"I am excited to have the opportunity to continue to engage experts at UW to study this intervention, which uses technology to provide preventive care for our patients within the context of a busy emergency department without taking time away from our core mission of caring for emergencies," said Dr. Patterson.

With only about 5% of all submissions for R18 grants typically funded, this successful award represents a major milestone for Dr. Patterson in his career as a physician scientist, as well as for the UW Aging Research Group.

Dr. Allie Hurst awarded grant aimed at identifying victims of child sex trafficking

Irene (Allie) Hurst, MD, MS has received a grant from the Cars Curing Kids Foundation for her work titled "Operationalizing Sex Trafficking Screening in an Academic Emergency Department: A Quality Initiative." Through this grant, Dr. Hurst will work to institute confidential, electronic screening tools for sex trafficking of minors in the pediatric emergency department at UW Health, and track and improve the usage of these tools via systematic quality improvement cycles.

Of the more than 23,500 runaways reported to the National Center for Missing and Exploited Children in 2018, 1 in 7 were likely victims of child sex trafficking.

Dr. Hurst's work in this area was recently published in the medical journal Pediatrics: "Confidential Screening for Sex Trafficking Among Minors in a Pediatric Emergency Department."

Dr. Michael Kim to lead pediatric readiness program study for community EDs

Michael Kim, MD was awarded an Advancing a Healthier Wisconsin Endowment grant in conjunction with the Children’s Health Alliance of Wisconsin. The grant, titled “Pediatric Readiness Program for Community Emergency Departments,” will enhance access to quality, evidence-based pediatric emergency care in Wisconsin and address health inequities in rural and community emergency departments. Dr. Kim is the Site PI at UW-Madison and will work with Wisconsin EMS for Children, the Children’s Health Alliance of Wisconsin, and many other groups to achieve their goal.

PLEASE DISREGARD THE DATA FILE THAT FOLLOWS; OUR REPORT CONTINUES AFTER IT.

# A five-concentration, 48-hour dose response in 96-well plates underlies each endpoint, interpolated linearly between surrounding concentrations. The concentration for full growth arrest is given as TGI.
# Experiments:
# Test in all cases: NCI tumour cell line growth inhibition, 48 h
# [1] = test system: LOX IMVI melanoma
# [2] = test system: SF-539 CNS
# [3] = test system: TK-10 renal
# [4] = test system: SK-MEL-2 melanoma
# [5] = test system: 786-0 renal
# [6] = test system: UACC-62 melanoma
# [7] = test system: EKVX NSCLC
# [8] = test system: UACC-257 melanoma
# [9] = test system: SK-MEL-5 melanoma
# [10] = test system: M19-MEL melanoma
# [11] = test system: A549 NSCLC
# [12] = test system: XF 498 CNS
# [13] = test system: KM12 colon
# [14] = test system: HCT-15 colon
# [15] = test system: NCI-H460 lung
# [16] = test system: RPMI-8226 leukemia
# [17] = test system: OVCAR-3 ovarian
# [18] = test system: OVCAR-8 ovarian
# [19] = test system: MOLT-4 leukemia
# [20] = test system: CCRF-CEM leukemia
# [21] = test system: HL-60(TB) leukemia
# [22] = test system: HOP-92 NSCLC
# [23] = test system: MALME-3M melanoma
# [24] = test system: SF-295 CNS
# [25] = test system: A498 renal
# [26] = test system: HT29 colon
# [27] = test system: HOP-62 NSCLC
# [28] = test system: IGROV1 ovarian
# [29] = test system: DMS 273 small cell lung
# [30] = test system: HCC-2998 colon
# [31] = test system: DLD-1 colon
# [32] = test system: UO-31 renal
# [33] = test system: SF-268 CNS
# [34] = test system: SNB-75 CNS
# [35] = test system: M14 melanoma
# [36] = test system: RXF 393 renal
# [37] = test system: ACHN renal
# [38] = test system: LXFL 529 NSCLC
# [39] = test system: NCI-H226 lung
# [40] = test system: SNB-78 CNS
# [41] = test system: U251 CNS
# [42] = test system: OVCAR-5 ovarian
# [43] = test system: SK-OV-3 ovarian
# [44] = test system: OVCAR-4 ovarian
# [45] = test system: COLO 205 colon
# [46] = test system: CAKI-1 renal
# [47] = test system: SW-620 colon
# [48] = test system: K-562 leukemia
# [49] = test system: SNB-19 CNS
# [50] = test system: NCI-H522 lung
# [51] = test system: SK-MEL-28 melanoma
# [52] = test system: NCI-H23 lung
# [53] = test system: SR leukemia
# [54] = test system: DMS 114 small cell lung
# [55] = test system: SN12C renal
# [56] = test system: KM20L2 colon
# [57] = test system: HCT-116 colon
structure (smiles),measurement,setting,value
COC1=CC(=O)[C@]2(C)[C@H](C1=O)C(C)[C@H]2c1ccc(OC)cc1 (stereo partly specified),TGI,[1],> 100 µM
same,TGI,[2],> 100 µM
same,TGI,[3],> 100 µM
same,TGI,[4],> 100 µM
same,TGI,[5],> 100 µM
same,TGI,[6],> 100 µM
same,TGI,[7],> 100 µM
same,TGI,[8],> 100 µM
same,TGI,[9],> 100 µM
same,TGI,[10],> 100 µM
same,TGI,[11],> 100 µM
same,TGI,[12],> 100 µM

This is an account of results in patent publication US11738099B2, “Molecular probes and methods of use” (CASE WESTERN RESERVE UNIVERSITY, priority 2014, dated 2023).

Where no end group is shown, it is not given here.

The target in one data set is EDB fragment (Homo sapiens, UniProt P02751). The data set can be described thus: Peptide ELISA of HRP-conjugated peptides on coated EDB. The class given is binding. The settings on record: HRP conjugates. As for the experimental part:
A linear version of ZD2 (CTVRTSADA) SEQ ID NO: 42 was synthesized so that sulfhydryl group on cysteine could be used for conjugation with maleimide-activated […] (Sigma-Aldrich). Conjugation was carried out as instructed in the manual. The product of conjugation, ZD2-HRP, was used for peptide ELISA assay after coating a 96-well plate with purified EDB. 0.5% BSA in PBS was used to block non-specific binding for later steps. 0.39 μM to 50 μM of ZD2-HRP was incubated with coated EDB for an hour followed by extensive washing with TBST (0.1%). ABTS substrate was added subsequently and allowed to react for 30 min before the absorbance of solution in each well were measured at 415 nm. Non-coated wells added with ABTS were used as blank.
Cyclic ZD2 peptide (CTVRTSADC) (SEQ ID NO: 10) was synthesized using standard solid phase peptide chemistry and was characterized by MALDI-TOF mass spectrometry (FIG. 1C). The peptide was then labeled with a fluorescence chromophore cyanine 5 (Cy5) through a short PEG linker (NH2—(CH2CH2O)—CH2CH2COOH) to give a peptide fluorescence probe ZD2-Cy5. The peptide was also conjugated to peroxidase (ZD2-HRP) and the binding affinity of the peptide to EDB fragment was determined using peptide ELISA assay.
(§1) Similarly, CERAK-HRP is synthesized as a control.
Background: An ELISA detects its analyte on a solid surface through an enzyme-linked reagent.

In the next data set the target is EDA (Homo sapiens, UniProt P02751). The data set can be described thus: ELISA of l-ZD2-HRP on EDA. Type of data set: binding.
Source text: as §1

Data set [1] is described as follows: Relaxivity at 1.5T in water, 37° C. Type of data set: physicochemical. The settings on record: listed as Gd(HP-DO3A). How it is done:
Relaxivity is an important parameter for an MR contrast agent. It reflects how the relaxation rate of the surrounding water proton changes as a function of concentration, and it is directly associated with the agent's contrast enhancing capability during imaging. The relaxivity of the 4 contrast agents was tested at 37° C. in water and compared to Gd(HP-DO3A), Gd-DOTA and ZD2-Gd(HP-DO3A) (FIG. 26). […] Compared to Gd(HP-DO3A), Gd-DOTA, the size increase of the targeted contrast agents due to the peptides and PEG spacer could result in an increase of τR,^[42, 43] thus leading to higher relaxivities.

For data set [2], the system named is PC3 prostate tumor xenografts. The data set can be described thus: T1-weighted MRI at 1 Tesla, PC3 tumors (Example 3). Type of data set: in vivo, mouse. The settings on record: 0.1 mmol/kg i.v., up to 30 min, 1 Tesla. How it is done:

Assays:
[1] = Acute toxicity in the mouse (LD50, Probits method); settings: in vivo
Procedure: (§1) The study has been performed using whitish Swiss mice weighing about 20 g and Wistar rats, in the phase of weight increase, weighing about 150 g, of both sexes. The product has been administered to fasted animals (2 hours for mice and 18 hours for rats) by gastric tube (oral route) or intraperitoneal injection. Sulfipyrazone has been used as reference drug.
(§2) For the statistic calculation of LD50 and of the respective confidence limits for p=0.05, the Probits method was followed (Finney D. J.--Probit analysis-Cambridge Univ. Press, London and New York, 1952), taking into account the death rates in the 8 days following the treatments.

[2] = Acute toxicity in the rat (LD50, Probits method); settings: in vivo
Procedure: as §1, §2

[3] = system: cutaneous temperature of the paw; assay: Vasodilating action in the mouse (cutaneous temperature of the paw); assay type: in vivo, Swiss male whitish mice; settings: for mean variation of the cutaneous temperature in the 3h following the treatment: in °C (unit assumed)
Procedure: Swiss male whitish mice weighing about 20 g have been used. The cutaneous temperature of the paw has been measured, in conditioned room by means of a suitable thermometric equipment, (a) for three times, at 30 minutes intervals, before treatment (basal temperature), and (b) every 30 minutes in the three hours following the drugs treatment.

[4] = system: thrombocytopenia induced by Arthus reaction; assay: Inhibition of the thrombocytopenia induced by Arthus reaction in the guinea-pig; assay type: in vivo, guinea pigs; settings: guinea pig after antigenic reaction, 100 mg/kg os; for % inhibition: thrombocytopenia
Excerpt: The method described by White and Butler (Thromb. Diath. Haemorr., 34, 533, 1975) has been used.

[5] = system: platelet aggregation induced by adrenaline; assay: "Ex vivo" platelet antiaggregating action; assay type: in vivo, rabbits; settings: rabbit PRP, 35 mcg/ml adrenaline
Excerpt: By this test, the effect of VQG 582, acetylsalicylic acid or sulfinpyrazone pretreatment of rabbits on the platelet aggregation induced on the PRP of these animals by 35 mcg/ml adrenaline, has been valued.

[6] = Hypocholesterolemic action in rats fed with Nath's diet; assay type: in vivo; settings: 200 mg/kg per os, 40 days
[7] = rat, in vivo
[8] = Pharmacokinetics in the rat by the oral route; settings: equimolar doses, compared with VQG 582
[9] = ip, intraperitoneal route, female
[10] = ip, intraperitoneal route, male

Dr. Shah to co-lead $7.5 million dementia research study from National Institutes of Health

The BerbeeWalsh Emergency Department is one of four sites awarded a total of $7.5 million from the National Institutes of Health (NIH) to conduct research that could lead to improved care in emergency departments for people with dementia.

The effort aims to leverage expertise in emergency medicine, geriatrics and Alzheimer’s disease and related dementias to identify gaps in emergency care for people with dementia and address those gaps, according to Manish Shah, MD, MPH, professor of emergency medicine and co-principal investigator.

For example, many commonly used medications are problematic for people with dementia. Better understanding which medications are safest for this vulnerable population would help clinicians better care for them, he said.

“The emergency department is not an ideal care setting for people with dementia,” Shah said. “What we want to do is find better ways to care for one of our most vulnerable populations, namely older adults with cognitive impairment.”

The funds will support Geriatric Emergency Care Applied Research Network 2.0 – Advancing Dementia Care (GEAR 2.0 ADC), which is a collaboration between SMPH, Yale School of Medicine, Feinberg School of Medicine at Northwestern University and Washington University School of Medicine in St. Louis. All four institutions are home to an NIH-National Institute on Aging-designated Alzheimer’s Disease Research Center. Ula Hwang, MD, MPH, at Yale, is serving as co-principal investigator.

The study has two phases. In phase one, the co-principal investigators will convene a panel of experts to review current research related to dementia patient care in emergency departments, identify areas where more research is needed, and create an infrastructure in which care researchers across the country can conduct this research.